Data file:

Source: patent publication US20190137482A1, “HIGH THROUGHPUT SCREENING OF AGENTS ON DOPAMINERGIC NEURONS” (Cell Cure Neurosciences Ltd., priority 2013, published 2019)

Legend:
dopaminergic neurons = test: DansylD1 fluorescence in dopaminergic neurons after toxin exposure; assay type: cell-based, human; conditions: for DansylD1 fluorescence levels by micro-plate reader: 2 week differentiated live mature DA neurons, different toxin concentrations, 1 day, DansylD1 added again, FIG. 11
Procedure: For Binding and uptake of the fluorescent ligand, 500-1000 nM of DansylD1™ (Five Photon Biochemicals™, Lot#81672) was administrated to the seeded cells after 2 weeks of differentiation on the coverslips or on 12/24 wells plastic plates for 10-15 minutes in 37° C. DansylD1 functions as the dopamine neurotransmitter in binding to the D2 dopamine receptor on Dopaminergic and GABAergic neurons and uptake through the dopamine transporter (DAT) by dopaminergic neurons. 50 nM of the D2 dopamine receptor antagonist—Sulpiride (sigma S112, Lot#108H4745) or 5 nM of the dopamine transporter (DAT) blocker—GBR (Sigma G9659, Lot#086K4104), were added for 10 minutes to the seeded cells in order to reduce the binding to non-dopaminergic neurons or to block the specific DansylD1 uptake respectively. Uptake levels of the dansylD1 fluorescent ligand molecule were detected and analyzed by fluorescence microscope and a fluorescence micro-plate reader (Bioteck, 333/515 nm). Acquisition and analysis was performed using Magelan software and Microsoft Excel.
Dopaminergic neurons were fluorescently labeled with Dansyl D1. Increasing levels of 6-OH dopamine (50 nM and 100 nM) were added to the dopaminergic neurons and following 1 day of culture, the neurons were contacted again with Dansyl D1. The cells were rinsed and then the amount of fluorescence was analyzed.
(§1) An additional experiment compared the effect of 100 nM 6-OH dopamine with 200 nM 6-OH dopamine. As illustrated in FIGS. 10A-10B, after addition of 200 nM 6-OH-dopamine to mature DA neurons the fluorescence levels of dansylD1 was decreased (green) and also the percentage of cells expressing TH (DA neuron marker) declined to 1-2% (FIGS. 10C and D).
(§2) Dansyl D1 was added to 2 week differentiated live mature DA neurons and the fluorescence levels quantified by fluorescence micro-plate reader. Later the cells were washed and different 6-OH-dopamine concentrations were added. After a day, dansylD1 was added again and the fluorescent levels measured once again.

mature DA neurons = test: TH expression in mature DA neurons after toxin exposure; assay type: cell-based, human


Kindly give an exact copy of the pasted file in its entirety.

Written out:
Source: patent publication US20190137482A1, “HIGH THROUGHPUT SCREENING OF AGENTS ON DOPAMINERGIC NEURONS” (Cell Cure Neurosciences Ltd., priority 2013, published 2019)

Legend:
dopaminergic neurons = test: DansylD1 fluorescence in dopaminergic neurons after toxin exposure; assay type: cell-based, human; conditions: for DansylD1 fluorescence levels by micro-plate reader: 2 week differentiated live mature DA neurons, different toxin concentrations, 1 day, DansylD1 added again, FIG. 11
Procedure: For Binding and uptake of the fluorescent ligand, 500-1000 nM of DansylD1™ (Five Photon Biochemicals™, Lot#81672) was administrated to the seeded cells after 2 weeks of differentiation on the coverslips or on 12/24 wells plastic plates for 10-15 minutes in 37° C. DansylD1 functions as the dopamine neurotransmitter in binding to the D2 dopamine receptor on Dopaminergic and GABAergic neurons and uptake through the dopamine transporter (DAT) by dopaminergic neurons. 50 nM of the D2 dopamine receptor antagonist—Sulpiride (sigma S112, Lot#108H4745) or 5 nM of the dopamine transporter (DAT) blocker—GBR (Sigma G9659, Lot#086K4104), were added for 10 minutes to the seeded cells in order to reduce the binding to non-dopaminergic neurons or to block the specific DansylD1 uptake respectively. Uptake levels of the dansylD1 fluorescent ligand molecule were detected and analyzed by fluorescence microscope and a fluorescence micro-plate reader (Bioteck, 333/515 nm). Acquisition and analysis was performed using Magelan software and Microsoft Excel.
Dopaminergic neurons were fluorescently labeled with Dansyl D1. Increasing levels of 6-OH dopamine (50 nM and 100 nM) were added to the dopaminergic neurons and following 1 day of culture, the neurons were contacted again with Dansyl D1. The cells were rinsed and then the amount of fluorescence was analyzed.
(§1) An additional experiment compared the effect of 100 nM 6-OH dopamine with 200 nM 6-OH dopamine. As illustrated in FIGS. 10A-10B, after addition of 200 nM 6-OH-dopamine to mature DA neurons the fluorescence levels of dansylD1 was decreased (green) and also the percentage of cells expressing TH (DA neuron marker) declined to 1-2% (FIGS. 10C and D).
(§2) Dansyl D1 was added to 2 week differentiated live mature DA neurons and the fluorescence levels quantified by fluorescence micro-plate reader. Later the cells were washed and different 6-OH-dopamine concentrations were added. After a day, dansylD1 was added again and the fluorescent levels measured once again.

mature DA neurons = test: TH expression in mature DA neurons after toxin exposure; assay type: cell-based, human